\[\mathsf{2017\ GDP\ deflator = \ \frac{\$ 19,612,103,000,000}{\$ 19,612,103,000,000} \times 100 = 100}\]

So, as a result, our index numbers inform us about the percentage increase (or decrease) in prices from 2017 to some other year. For instance, the 118 for 2022 means that prices of all final goods and services were 18 percent higher in 2022 than they were in 2017.


More often than not, however, we don’t want to compare one year to the base year. We want to compare two other years. We can do that and get the rate of inflation between those two years using this formula:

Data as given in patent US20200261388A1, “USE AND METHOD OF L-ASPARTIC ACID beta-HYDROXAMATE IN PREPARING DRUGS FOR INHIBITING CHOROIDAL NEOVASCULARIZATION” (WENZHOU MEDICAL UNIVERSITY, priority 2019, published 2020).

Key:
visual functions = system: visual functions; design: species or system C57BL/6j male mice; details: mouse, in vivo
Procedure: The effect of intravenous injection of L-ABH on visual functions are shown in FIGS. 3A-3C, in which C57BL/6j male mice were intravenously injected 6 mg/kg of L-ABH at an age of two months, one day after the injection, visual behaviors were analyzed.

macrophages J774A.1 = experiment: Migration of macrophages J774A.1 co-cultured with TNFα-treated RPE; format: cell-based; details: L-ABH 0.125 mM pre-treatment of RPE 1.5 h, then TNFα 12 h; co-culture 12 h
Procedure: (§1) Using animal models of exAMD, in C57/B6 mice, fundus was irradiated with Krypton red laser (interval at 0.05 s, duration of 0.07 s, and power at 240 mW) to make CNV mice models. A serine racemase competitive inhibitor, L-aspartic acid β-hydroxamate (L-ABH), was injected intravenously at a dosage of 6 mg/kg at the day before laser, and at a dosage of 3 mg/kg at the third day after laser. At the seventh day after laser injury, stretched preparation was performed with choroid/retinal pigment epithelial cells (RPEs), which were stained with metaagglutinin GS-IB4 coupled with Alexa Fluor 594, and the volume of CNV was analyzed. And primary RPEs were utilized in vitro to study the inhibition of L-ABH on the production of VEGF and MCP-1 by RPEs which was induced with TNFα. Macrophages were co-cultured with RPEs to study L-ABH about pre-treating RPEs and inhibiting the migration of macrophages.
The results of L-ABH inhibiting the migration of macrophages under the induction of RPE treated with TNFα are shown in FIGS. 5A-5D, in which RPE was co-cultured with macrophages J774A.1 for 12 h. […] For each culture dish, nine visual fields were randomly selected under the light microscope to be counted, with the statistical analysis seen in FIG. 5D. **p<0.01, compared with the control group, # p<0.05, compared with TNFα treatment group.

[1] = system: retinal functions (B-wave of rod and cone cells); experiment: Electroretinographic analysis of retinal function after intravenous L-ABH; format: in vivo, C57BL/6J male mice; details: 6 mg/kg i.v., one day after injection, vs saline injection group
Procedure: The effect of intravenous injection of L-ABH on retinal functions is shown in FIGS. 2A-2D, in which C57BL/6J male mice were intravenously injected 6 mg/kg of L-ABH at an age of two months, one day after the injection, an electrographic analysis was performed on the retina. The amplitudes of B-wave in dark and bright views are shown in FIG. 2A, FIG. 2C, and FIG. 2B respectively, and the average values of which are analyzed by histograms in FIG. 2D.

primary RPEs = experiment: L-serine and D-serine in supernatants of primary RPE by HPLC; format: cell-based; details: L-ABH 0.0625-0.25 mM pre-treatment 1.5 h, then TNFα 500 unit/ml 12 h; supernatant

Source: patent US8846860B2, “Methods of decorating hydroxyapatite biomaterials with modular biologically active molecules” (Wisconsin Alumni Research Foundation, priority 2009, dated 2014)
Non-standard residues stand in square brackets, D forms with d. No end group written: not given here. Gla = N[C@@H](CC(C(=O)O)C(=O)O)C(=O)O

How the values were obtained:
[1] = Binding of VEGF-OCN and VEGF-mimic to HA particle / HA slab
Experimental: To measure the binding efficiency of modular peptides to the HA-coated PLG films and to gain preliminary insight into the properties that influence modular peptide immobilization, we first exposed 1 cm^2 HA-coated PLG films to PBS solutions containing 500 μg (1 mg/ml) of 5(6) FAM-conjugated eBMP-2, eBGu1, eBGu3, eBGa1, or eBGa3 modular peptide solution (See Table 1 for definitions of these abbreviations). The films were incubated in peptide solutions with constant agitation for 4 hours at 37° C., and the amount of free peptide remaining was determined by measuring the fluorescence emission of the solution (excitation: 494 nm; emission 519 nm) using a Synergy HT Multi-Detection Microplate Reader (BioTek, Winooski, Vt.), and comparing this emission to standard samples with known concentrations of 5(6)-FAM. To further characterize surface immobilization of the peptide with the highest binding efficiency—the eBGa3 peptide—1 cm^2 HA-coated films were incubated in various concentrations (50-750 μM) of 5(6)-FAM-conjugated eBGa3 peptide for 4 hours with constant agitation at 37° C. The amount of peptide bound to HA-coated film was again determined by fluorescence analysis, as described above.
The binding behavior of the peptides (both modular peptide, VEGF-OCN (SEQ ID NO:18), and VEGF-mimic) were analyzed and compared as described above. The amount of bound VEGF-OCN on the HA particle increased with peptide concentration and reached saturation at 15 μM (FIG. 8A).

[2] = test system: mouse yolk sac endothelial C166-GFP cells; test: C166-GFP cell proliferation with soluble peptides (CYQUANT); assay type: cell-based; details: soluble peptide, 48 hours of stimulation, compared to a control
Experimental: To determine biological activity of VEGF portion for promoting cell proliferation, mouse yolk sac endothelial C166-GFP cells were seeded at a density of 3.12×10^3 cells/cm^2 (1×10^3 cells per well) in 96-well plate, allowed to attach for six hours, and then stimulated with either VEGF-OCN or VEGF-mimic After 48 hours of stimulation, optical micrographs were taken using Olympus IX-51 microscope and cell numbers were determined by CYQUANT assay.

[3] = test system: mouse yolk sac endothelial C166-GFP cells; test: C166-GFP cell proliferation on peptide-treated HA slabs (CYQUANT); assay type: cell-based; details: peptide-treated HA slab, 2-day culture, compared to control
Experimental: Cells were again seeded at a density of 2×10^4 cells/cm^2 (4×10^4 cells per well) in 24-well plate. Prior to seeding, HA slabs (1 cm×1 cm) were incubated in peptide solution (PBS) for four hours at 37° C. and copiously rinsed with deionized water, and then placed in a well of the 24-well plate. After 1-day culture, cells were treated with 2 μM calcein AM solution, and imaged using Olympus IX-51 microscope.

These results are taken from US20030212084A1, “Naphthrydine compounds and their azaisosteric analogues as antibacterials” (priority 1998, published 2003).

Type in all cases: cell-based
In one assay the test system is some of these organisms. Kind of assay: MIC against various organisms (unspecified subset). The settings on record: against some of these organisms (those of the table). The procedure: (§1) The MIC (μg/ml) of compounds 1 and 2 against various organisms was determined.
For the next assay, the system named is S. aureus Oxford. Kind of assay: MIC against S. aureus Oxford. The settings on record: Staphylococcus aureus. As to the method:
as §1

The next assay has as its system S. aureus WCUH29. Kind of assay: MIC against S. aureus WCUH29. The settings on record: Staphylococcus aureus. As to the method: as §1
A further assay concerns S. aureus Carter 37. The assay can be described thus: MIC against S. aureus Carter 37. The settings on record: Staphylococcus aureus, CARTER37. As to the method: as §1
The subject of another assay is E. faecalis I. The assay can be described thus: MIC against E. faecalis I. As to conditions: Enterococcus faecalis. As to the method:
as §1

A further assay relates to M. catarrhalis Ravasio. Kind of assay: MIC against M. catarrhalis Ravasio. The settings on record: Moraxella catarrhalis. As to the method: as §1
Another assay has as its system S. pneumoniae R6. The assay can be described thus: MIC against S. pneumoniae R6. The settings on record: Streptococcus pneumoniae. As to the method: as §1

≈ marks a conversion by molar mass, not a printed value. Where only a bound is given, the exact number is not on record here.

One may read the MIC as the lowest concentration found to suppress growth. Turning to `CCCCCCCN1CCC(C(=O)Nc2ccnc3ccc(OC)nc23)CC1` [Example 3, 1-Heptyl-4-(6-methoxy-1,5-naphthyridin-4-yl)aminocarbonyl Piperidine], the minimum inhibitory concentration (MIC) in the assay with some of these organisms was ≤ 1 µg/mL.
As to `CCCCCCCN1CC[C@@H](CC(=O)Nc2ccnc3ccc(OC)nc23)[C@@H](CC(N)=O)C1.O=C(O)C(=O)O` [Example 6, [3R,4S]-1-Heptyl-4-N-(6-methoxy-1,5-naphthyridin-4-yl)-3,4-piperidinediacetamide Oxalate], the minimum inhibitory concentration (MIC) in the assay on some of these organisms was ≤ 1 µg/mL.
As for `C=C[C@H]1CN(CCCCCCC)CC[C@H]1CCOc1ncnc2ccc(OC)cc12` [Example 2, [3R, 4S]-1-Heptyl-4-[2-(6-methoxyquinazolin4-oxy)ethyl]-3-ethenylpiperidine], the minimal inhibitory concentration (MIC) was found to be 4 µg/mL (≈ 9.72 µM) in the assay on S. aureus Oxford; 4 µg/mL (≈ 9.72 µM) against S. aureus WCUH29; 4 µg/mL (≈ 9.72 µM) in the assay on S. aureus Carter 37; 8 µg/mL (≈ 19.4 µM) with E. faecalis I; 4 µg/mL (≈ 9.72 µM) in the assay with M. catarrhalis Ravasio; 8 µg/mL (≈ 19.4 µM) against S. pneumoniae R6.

\[\mathsf{inflation\ rate = \frac{GDP\ deflator,\ recent\ year - GDP\ deflator,\ earlier\ year}{GDP\ deflator,\ earlier\ year}}\]

Using the GDP deflator numbers that we have for 2023 and 2022, we find that the rate of inflation from 2022 to 2023 was 3.65%.

\[\mathsf{2022\ to\ 2023\ inflation\ rate = \frac{122.273 - 117.973}{117.973} = 3.65 \%}\]
The limitations of the GDP deflator method

Using the GDP deflator is one way of calculating inflation, but it is not the method that is primarily used by economists and others who are interested in tracking inflation. It is important to know the inflation rate for all goods and services produced in a country, but if we are interested in investigating the extent to which inflation is impacting households, the GDP deflator method has some drawbacks.